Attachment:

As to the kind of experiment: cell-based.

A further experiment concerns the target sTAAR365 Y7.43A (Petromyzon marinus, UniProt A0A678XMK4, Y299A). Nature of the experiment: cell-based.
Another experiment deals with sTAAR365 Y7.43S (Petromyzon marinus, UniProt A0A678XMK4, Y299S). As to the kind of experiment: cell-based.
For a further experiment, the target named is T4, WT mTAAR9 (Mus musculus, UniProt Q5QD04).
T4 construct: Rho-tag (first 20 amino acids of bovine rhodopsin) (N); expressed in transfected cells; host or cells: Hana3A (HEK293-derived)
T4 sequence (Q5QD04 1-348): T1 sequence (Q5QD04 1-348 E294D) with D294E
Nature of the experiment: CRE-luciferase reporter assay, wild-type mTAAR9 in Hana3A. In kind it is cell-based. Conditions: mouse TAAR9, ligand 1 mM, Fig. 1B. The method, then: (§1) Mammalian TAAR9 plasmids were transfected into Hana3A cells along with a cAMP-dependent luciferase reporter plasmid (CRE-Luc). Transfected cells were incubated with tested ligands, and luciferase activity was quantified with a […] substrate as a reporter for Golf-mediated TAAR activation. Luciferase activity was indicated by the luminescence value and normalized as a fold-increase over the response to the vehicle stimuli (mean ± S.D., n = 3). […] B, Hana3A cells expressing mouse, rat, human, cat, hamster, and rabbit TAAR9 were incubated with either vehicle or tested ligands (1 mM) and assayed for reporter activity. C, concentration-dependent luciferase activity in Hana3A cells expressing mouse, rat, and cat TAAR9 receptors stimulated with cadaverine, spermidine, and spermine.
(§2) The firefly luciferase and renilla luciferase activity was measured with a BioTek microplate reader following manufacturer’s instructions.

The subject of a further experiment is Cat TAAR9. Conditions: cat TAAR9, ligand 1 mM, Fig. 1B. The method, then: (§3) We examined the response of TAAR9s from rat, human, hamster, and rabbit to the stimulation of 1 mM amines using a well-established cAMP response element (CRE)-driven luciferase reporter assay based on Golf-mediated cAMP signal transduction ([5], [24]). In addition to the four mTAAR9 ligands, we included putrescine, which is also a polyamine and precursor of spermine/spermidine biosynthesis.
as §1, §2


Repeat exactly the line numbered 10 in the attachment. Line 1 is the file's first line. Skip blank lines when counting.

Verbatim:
as §1, §2